“It is clear that funding for such internationally excellent research institutions is an investment that pays off in multiple ways – advancing knowledge, training scientists to become world-class – that are not immediate,” the report says.

Doug Brown, chief executive of the British Society for Immunology, agreed that “the UK’s research base has made a hugely positive contribution to hastening control of the pandemic”.

“Additionally, the coming together of the research community through a ‘team science’ approach to speed up our understanding of Covid-19 has also vastly benefited the UK’s response to the pandemic,” he said.

Dr Brown added that these achievements were only possible due to previous investment and strategic focus on life sciences research in the preceding years, which must continue. “We now have the opportunity to build on this learning to put the infrastructure, focus and expertise in place to allow us to maintain momentum and plan for a range of future pandemic scenarios,” he said.

Trish Greenhalgh, professor of primary care health services at the University of Oxford, said that a “striking feature of the report as a whole is how it hints at a less than healthy relationship between government and its formal scientific advisory bodies”.

“It would appear that Sage, [Civil Contingencies Committee] Cobra, Public Health England and other bodies repeatedly dismissed the precautionary principle in favour of not taking decisive action until definitive evidence emerged and could be signed off as the truth,” she added.

anna.mckie@timeshighereducation.com

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Reader's comments (3)

If you are a hammer everything looks like a nail. These advisers with their extremely narrow viewpoint about the effective strategy to deal with Covid (ie through endless lockdowns that patently did not work); ended up destroying businesses, jobs, the supply chain, lives, and the mental health of many people. The outfall continues: just to give one example - cancer patients - who were not considered a "priority" during lockdown. Many of these patients died or are now even sicker - and the NHS has record backlogs. All for a disease that had a survival rate of 99.9 per cent for anyone who was not already sick (with diabetes, heart disease or obesity - often self induced), or the elderly. NHS statistics show very clearly that deaths and hospitalisations were overwhelmingly these types of people. ..."if lockdowns save just one life" rings very hollow if you even begin to look at "public health" in its proper perspective.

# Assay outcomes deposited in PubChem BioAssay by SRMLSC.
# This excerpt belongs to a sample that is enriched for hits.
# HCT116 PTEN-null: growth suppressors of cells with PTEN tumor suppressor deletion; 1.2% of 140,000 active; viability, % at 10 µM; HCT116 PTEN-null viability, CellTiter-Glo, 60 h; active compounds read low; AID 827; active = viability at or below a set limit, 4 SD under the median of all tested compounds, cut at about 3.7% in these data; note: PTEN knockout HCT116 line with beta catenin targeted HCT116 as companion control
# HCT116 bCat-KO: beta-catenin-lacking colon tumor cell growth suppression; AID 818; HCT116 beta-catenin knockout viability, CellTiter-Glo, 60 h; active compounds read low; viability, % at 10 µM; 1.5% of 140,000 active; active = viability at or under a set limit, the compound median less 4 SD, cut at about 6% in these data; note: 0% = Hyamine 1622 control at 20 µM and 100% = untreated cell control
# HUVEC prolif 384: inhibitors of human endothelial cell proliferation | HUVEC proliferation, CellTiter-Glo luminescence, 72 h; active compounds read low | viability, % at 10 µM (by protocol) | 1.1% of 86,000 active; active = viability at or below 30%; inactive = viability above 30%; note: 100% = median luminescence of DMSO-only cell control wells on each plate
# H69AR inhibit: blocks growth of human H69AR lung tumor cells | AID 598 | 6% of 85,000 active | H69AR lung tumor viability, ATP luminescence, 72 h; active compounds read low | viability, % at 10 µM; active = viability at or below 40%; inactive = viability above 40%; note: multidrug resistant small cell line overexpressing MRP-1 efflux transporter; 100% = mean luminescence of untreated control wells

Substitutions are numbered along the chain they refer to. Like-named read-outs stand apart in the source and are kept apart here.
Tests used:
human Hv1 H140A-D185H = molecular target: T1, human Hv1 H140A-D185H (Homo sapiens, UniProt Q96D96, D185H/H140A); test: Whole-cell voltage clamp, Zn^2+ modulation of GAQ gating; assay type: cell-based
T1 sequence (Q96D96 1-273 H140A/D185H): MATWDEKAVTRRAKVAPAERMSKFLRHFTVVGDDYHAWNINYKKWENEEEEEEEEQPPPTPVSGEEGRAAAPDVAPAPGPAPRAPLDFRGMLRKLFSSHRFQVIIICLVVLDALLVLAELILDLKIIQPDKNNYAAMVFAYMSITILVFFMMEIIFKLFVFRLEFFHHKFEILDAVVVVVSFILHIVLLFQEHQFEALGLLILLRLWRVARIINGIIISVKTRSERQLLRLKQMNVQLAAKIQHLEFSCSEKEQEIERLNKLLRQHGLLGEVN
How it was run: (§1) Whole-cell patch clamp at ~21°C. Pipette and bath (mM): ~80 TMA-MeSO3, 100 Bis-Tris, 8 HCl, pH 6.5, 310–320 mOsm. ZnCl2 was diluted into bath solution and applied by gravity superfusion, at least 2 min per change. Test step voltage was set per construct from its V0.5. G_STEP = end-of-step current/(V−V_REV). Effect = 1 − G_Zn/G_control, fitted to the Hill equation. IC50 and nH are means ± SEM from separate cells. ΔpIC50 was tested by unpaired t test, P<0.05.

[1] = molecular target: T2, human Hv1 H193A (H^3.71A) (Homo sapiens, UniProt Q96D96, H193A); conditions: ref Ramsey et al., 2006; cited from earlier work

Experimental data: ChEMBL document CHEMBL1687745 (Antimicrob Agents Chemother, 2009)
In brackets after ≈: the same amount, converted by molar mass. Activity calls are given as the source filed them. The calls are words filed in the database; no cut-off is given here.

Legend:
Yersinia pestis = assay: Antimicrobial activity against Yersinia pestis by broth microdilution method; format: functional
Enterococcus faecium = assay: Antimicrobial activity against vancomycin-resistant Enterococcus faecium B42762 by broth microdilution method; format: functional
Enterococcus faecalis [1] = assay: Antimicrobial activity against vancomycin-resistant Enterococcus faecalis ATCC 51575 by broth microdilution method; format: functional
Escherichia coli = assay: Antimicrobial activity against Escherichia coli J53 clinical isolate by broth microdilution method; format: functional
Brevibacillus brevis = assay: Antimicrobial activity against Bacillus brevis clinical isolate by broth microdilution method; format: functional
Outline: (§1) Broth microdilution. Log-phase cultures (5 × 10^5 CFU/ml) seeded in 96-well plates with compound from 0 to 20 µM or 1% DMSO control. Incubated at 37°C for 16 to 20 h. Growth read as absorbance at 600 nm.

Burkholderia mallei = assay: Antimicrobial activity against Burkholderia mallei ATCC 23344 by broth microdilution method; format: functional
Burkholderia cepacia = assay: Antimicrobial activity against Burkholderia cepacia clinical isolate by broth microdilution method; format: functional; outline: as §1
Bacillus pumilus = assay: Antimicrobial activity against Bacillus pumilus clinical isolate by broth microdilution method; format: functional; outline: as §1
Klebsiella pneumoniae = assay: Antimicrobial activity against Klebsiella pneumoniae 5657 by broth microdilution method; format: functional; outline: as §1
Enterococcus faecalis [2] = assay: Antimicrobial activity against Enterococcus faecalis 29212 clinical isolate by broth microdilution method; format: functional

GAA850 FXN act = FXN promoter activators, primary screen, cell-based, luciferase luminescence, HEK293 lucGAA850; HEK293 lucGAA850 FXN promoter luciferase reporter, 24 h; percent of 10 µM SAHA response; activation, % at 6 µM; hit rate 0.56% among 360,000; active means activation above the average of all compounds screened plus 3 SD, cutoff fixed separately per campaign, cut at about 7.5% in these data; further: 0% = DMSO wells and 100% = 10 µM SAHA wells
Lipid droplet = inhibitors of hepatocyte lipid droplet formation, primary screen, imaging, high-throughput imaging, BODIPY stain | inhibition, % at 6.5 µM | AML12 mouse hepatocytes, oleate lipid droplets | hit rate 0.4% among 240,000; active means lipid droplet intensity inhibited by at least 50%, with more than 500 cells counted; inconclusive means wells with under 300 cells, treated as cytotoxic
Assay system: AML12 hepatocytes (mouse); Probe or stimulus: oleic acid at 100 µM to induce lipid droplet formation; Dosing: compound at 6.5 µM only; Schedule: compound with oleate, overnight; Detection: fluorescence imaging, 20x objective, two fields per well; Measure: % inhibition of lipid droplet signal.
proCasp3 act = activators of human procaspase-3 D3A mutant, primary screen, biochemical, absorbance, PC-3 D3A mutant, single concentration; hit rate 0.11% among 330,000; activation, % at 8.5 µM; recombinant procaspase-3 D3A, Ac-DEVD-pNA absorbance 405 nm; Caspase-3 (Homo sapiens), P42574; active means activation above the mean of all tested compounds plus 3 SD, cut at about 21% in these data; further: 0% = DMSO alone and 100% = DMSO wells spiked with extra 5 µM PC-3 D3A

Over-relience on mathematical models and in most instances, politicians misused them and placed too much confidence in their explanatory and predictive power - most of these models have shown to fare poorly as predictive models and are more useful as post-hoc models. In addition, if other non-Covid outcomes are not included the model (e.g., deaths due to other non-Covid causes such as cancer, cardiovascular disease, suicide, substance OD, mental health, loss of quality education among children that contributes to poorer outcomes in adulthood), how useful are such models in a realistic cost-benefit analysis from the sole consideration of preventing covid infection rates and deaths?
You cannot say the lockdown "patently did not work" without knowing how many would have died without it. The effectiveness was compromised by those who ignored the rules, which is a different thing to saying it was a bad idea in the first place. Also, it's all very well to say the survival rate was 99.9% for those not already sick, but the fact is that some people were already sick and the death rate was around 3% for covid.